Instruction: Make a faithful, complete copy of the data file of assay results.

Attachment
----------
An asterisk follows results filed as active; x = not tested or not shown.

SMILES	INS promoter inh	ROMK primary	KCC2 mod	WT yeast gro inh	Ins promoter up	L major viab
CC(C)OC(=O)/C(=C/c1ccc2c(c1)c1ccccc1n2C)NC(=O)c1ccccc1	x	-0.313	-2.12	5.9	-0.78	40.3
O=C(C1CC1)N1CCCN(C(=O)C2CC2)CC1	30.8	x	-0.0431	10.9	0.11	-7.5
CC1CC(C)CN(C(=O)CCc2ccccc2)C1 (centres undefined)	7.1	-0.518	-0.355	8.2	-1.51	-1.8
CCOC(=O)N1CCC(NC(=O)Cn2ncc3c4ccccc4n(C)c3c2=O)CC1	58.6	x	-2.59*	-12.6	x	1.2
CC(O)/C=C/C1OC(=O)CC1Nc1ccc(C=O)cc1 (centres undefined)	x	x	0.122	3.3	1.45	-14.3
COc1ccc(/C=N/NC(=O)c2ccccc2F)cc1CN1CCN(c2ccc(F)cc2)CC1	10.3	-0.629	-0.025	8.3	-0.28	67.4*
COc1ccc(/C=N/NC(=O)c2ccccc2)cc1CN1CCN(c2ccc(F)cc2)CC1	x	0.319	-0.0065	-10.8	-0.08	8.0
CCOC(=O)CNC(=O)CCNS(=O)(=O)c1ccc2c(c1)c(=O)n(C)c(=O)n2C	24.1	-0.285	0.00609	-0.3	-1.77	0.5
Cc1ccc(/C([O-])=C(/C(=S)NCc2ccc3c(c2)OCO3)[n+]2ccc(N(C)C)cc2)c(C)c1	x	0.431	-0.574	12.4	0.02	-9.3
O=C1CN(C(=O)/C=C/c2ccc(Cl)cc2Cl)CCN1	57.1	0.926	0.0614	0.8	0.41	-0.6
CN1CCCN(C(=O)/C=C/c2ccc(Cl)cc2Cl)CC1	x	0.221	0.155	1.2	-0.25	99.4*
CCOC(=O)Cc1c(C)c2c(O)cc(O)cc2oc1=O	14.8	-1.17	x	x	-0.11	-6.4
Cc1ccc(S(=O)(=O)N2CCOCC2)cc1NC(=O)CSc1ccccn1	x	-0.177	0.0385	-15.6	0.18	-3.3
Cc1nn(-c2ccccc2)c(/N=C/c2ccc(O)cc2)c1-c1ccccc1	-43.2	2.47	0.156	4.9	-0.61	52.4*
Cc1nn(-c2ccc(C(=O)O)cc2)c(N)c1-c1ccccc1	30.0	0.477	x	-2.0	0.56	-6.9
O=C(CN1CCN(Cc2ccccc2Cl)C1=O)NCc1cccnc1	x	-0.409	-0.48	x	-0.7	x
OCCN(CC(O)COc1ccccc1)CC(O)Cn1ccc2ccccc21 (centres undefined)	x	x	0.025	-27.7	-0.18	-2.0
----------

An asterisk follows results filed as active; x = not tested or not shown.

SMILES	INS promoter inh	ROMK primary	KCC2 mod	WT yeast gro inh	Ins promoter up	L major viab
CC(C)OC(=O)/C(=C/c1ccc2c(c1)c1ccccc1n2C)NC(=O)c1ccccc1	x	-0.313	-2.12	5.9	-0.78	40.3
O=C(C1CC1)N1CCCN(C(=O)C2CC2)CC1	30.8	x	-0.0431	10.9	0.11	-7.5
CC1CC(C)CN(C(=O)CCc2ccccc2)C1 (centres undefined)	7.1	-0.518	-0.355	8.2	-1.51	-1.8
CCOC(=O)N1CCC(NC(=O)Cn2ncc3c4ccccc4n(C)c3c2=O)CC1	58.6	x	-2.59*	-12.6	x	1.2
CC(O)/C=C/C1OC(=O)CC1Nc1ccc(C=O)cc1 (centres undefined)	x	x	0.122	3.3	1.45	-14.3
COc1ccc(/C=N/NC(=O)c2ccccc2F)cc1CN1CCN(c2ccc(F)cc2)CC1	10.3	-0.629	-0.025	8.3	-0.28	67.4*
COc1ccc(/C=N/NC(=O)c2ccccc2)cc1CN1CCN(c2ccc(F)cc2)CC1	x	0.319	-0.0065	-10.8	-0.08	8.0
CCOC(=O)CNC(=O)CCNS(=O)(=O)c1ccc2c(c1)c(=O)n(C)c(=O)n2C	24.1	-0.285	0.00609	-0.3	-1.77	0.5
Cc1ccc(/C([O-])=C(/C(=S)NCc2ccc3c(c2)OCO3)[n+]2ccc(N(C)C)cc2)c(C)c1	x	0.431	-0.574	12.4	0.02	-9.3
O=C1CN(C(=O)/C=C/c2ccc(Cl)cc2Cl)CCN1	57.1	0.926	0.0614	0.8	0.41	-0.6
CN1CCCN(C(=O)/C=C/c2ccc(Cl)cc2Cl)CC1	x	0.221	0.155	1.2	-0.25	99.4*
CCOC(=O)Cc1c(C)c2c(O)cc(O)cc2oc1=O	14.8	-1.17	x	x	-0.11	-6.4
Cc1ccc(S(=O)(=O)N2CCOCC2)cc1NC(=O)CSc1ccccn1	x	-0.177	0.0385	-15.6	0.18	-3.3
Cc1nn(-c2ccccc2)c(/N=C/c2ccc(O)cc2)c1-c1ccccc1	-43.2	2.47	0.156	4.9	-0.61	52.4*
Cc1nn(-c2ccc(C(=O)O)cc2)c(N)c1-c1ccccc1	30.0	0.477	x	-2.0	0.56	-6.9
O=C(CN1CCN(Cc2ccccc2Cl)C1=O)NCc1cccnc1	x	-0.409	-0.48	x	-0.7	x
OCCN(CC(O)COc1ccccc1)CC(O)Cn1ccc2ccccc21 (centres undefined)	x	x	0.025	-27.7	-0.18	-2.0